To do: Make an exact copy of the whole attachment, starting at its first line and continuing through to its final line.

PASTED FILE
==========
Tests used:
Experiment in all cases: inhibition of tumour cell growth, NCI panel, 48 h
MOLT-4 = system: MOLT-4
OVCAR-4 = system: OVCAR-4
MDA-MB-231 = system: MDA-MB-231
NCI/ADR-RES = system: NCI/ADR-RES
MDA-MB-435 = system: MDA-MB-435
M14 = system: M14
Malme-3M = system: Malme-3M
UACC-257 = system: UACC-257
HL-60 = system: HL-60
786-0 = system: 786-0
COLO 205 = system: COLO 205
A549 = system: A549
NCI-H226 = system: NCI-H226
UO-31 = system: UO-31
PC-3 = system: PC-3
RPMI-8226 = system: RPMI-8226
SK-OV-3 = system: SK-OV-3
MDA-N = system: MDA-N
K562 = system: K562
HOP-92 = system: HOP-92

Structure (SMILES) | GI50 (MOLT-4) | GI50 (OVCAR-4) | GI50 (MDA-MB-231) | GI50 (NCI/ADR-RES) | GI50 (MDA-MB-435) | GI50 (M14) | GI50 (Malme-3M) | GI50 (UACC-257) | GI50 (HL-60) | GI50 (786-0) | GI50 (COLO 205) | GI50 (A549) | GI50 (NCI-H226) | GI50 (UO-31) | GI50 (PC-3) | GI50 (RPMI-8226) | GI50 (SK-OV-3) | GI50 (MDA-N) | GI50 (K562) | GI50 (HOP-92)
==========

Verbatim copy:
Tests used:
Experiment in all cases: inhibition of tumour cell growth, NCI panel, 48 h
MOLT-4 = system: MOLT-4
OVCAR-4 = system: OVCAR-4
MDA-MB-231 = system: MDA-MB-231
NCI/ADR-RES = system: NCI/ADR-RES
MDA-MB-435 = system: MDA-MB-435
M14 = system: M14
Malme-3M = system: Malme-3M
UACC-257 = system: UACC-257
HL-60 = system: HL-60
786-0 = system: 786-0
COLO 205 = system: COLO 205
A549 = system: A549
NCI-H226 = system: NCI-H226
UO-31 = system: UO-31
PC-3 = system: PC-3
RPMI-8226 = system: RPMI-8226
SK-OV-3 = system: SK-OV-3
MDA-N = system: MDA-N
K562 = system: K562
HOP-92 = system: HOP-92

Structure (SMILES) | GI50 (MOLT-4) | GI50 (OVCAR-4) | GI50 (MDA-MB-231) | GI50 (NCI/ADR-RES) | GI50 (MDA-MB-435) | GI50 (M14) | GI50 (Malme-3M) | GI50 (UACC-257) | GI50 (HL-60) | GI50 (786-0) | GI50 (COLO 205) | GI50 (A549) | GI50 (NCI-H226) | GI50 (UO-31) | GI50 (PC-3) | GI50 (RPMI-8226) | GI50 (SK-OV-3) | GI50 (MDA-N) | GI50 (K562) | GI50 (HOP-92)